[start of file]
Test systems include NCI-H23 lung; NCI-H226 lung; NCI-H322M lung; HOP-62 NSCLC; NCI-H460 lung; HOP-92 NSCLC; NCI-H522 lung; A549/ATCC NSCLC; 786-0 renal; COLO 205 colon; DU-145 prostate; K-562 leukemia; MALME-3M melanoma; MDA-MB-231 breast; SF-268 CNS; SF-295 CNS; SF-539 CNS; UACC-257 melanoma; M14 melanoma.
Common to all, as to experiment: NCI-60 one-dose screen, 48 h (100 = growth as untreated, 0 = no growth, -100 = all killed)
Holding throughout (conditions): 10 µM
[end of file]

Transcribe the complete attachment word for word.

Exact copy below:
Test systems include NCI-H23 lung; NCI-H226 lung; NCI-H322M lung; HOP-62 NSCLC; NCI-H460 lung; HOP-92 NSCLC; NCI-H522 lung; A549/ATCC NSCLC; 786-0 renal; COLO 205 colon; DU-145 prostate; K-562 leukemia; MALME-3M melanoma; MDA-MB-231 breast; SF-268 CNS; SF-295 CNS; SF-539 CNS; UACC-257 melanoma; M14 melanoma.
Common to all, as to experiment: NCI-60 one-dose screen, 48 h (100 = growth as untreated, 0 = no growth, -100 = all killed)
Holding throughout (conditions): 10 µM